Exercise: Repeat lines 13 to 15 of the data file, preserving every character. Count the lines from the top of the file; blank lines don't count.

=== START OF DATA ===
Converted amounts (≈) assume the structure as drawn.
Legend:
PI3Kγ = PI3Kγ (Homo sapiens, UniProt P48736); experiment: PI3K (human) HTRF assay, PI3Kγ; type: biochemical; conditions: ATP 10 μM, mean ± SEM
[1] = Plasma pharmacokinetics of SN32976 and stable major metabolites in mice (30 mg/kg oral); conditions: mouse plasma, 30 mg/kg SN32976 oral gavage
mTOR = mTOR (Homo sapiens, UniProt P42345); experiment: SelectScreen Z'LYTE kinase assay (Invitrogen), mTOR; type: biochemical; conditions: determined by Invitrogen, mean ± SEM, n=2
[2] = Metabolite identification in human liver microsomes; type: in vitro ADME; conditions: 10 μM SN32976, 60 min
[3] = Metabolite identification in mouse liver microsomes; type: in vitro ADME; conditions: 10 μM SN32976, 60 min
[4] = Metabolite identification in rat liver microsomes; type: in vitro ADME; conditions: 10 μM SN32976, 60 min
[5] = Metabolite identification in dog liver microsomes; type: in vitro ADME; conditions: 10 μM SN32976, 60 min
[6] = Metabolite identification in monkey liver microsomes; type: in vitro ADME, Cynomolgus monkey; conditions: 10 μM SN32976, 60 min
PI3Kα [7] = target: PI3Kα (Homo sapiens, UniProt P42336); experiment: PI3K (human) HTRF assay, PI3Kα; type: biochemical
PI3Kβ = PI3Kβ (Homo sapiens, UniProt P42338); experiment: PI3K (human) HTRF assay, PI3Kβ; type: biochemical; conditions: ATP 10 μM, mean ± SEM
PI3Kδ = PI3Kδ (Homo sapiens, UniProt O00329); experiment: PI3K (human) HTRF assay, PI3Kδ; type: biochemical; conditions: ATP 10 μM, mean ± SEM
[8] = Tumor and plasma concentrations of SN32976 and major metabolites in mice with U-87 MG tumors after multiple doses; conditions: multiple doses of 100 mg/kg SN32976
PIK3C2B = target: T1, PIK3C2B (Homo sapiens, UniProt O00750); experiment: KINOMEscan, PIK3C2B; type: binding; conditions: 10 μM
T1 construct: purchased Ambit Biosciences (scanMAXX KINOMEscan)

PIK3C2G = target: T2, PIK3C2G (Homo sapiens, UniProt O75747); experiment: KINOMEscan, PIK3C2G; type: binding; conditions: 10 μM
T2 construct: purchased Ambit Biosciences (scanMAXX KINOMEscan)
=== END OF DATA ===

PI3Kδ = PI3Kδ (Homo sapiens, UniProt O00329); experiment: PI3K (human) HTRF assay, PI3Kδ; type: biochemical; conditions: ATP 10 μM, mean ± SEM
[8] = Tumor and plasma concentrations of SN32976 and major metabolites in mice with U-87 MG tumors after multiple doses; conditions: multiple doses of 100 mg/kg SN32976
PIK3C2B = target: T1, PIK3C2B (Homo sapiens, UniProt O00750); experiment: KINOMEscan, PIK3C2B; type: binding; conditions: 10 μM